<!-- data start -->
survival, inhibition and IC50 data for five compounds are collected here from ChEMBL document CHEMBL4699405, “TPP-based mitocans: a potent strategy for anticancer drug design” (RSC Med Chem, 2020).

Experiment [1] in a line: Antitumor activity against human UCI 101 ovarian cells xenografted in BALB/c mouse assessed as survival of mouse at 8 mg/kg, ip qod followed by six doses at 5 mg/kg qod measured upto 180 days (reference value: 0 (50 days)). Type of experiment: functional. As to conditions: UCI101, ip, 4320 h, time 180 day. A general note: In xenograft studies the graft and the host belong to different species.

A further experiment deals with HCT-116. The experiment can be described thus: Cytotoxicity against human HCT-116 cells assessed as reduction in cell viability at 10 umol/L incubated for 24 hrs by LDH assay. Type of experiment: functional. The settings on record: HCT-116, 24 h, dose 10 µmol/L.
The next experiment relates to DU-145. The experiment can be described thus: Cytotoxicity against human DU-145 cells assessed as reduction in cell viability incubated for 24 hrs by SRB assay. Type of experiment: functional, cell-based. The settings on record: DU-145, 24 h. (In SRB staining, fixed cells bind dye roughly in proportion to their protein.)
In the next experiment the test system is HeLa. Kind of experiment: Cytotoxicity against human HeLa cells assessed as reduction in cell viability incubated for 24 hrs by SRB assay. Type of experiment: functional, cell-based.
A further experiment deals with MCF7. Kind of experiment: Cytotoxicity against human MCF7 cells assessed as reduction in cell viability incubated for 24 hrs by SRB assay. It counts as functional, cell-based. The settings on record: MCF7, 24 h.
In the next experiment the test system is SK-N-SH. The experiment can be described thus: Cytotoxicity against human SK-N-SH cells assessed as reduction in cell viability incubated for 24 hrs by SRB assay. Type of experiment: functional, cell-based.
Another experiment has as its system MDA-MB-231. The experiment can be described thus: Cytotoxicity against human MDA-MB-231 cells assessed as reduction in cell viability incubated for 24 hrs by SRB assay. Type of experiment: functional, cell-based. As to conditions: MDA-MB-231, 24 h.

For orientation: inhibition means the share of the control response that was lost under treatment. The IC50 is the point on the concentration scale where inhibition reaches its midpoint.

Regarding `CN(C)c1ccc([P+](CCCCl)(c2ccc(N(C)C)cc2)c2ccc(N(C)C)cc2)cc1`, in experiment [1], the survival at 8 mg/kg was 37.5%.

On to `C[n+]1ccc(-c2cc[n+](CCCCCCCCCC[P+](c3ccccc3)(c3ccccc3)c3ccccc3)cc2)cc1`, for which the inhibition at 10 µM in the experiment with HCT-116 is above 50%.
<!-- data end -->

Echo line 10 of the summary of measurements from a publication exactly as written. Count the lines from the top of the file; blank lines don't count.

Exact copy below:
Regarding `CN(C)c1ccc([P+](CCCCl)(c2ccc(N(C)C)cc2)c2ccc(N(C)C)cc2)cc1`, in experiment [1], the survival at 8 mg/kg was 37.5%.